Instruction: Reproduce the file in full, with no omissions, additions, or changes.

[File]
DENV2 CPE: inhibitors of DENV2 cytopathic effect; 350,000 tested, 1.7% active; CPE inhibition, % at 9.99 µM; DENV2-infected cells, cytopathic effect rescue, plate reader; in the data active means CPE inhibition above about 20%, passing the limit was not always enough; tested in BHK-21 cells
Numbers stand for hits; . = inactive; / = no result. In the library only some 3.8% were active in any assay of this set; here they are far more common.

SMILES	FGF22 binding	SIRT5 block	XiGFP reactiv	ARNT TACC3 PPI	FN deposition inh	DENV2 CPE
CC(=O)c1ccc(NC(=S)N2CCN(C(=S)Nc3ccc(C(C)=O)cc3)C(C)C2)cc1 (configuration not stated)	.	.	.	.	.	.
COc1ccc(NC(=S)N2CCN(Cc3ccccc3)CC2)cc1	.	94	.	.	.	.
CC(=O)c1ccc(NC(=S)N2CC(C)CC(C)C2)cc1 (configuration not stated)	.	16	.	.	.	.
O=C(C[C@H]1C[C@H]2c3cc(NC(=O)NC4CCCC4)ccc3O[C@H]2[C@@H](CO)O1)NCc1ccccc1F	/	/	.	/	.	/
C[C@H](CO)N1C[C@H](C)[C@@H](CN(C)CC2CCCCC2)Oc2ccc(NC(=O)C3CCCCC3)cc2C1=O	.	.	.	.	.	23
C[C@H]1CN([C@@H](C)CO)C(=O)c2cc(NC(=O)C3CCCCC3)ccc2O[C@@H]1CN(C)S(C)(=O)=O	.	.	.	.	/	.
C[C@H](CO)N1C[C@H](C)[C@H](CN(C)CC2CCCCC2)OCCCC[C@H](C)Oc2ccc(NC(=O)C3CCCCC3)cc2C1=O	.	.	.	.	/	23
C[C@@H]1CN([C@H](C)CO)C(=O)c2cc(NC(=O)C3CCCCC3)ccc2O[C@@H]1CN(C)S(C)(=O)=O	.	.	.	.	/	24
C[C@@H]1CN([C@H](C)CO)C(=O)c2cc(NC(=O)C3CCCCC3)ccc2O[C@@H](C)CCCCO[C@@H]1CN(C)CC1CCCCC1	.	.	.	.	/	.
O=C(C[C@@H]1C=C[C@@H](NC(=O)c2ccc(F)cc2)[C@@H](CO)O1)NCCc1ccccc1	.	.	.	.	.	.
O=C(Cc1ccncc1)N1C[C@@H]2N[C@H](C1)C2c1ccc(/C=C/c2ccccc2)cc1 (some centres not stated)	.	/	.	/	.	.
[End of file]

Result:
DENV2 CPE: inhibitors of DENV2 cytopathic effect; 350,000 tested, 1.7% active; CPE inhibition, % at 9.99 µM; DENV2-infected cells, cytopathic effect rescue, plate reader; in the data active means CPE inhibition above about 20%, passing the limit was not always enough; tested in BHK-21 cells
Numbers stand for hits; . = inactive; / = no result. In the library only some 3.8% were active in any assay of this set; here they are far more common.

SMILES	FGF22 binding	SIRT5 block	XiGFP reactiv	ARNT TACC3 PPI	FN deposition inh	DENV2 CPE
CC(=O)c1ccc(NC(=S)N2CCN(C(=S)Nc3ccc(C(C)=O)cc3)C(C)C2)cc1 (configuration not stated)	.	.	.	.	.	.
COc1ccc(NC(=S)N2CCN(Cc3ccccc3)CC2)cc1	.	94	.	.	.	.
CC(=O)c1ccc(NC(=S)N2CC(C)CC(C)C2)cc1 (configuration not stated)	.	16	.	.	.	.
O=C(C[C@H]1C[C@H]2c3cc(NC(=O)NC4CCCC4)ccc3O[C@H]2[C@@H](CO)O1)NCc1ccccc1F	/	/	.	/	.	/
C[C@H](CO)N1C[C@H](C)[C@@H](CN(C)CC2CCCCC2)Oc2ccc(NC(=O)C3CCCCC3)cc2C1=O	.	.	.	.	.	23
C[C@H]1CN([C@@H](C)CO)C(=O)c2cc(NC(=O)C3CCCCC3)ccc2O[C@@H]1CN(C)S(C)(=O)=O	.	.	.	.	/	.
C[C@H](CO)N1C[C@H](C)[C@H](CN(C)CC2CCCCC2)OCCCC[C@H](C)Oc2ccc(NC(=O)C3CCCCC3)cc2C1=O	.	.	.	.	/	23
C[C@@H]1CN([C@H](C)CO)C(=O)c2cc(NC(=O)C3CCCCC3)ccc2O[C@@H]1CN(C)S(C)(=O)=O	.	.	.	.	/	24
C[C@@H]1CN([C@H](C)CO)C(=O)c2cc(NC(=O)C3CCCCC3)ccc2O[C@@H](C)CCCCO[C@@H]1CN(C)CC1CCCCC1	.	.	.	.	/	.
O=C(C[C@@H]1C=C[C@@H](NC(=O)c2ccc(F)cc2)[C@@H](CO)O1)NCCc1ccccc1	.	.	.	.	.	.
O=C(Cc1ccncc1)N1C[C@@H]2N[C@H](C1)C2c1ccc(/C=C/c2ccccc2)cc1 (some centres not stated)	.	/	.	/	.	.